Yes, I've still in that very dark place that I've been inhabiting for months, hence the blog silence - I've fallen out with words. I've a daft amount of identity/body issues and I'm feeling very brave posting these photos here! I'm wanting to come back and blog more, words circle around in my head day and night, yet when I try to sit down and type they just won't come out the way I want them to. And it's not just here - I've withdrawn socially IRL for the same reasons. I'm working on it :)


and..... Painted Woolly Toppers is a go-go!


I'm now back and (mostly) recovered from TNNA, and that means Painted Woolly Toppers is now published!

Digital pre-purchasers will have had the link to the full eBook - if you haven't, either drop me an email or comment on the Rav thread and I'll look into that for you.

Not only has the eBook gone live, but so has the print edition! After reading everyone's feedback, I went to Magcloud with the intention of offering both a stapled and perfect bound version - only to discover that the cover on the staple bound version is the same paper as the pages, and I really didn't think that would stand up to much. The paper for the pages is the best I've ever felt from a POD printer, but the cover does need to be heavier stock.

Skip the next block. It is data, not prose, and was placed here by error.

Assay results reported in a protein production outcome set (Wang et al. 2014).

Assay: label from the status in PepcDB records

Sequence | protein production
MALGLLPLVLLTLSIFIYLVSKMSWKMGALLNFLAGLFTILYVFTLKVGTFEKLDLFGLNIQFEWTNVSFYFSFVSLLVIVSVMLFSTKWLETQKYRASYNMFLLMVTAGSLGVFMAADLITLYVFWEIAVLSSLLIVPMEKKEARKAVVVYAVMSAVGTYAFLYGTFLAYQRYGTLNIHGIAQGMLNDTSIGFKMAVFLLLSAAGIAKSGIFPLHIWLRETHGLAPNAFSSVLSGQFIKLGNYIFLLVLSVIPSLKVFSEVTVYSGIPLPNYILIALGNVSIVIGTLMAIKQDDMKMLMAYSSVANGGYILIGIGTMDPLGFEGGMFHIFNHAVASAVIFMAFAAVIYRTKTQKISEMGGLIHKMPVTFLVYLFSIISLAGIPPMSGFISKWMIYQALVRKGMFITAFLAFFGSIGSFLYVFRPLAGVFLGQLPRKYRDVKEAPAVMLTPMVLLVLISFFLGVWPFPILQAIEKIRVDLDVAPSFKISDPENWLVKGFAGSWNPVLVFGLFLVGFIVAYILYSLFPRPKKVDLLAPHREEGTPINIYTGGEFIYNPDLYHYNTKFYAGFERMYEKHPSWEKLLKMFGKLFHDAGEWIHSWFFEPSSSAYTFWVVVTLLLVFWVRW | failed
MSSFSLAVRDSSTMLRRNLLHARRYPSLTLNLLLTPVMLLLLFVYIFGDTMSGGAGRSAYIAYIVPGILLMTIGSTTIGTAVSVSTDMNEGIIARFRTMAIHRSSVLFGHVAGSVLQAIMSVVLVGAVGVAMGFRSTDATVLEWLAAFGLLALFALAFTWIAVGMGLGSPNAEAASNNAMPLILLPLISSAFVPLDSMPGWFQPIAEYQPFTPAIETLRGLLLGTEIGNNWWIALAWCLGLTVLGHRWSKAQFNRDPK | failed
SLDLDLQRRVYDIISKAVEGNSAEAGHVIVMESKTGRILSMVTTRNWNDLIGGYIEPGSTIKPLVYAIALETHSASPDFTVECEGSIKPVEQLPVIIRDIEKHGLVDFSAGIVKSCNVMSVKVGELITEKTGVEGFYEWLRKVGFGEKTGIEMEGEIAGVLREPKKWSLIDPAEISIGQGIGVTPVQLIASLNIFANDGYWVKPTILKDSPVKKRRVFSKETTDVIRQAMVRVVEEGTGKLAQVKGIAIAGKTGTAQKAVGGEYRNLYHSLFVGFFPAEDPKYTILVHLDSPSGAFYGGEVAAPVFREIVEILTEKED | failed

So... I went with a perfect bound option that includes the eBook for free. And I'm willing to gift the eBook via Ravelry *if* you can forward your receipt for the print edition. Just don't all email me at once, K? 

purchase print editon at Magcloud

The feedback on the book so far has been great, and it's even got it's first review over in the latest edition of Knitty! Shop owners at TNNA loved it, and knitters are telling me that they want to knit all of the patterns, not just a few. And that's very encouraging to hear. Joy at the Knitting Goddess has been working her way through all the Hats so she has plenty of samples for shows, and other indie dyers have started their samples, too. Considering that it's the summer and Hat season is at it's slowest, it's all feeling very positive!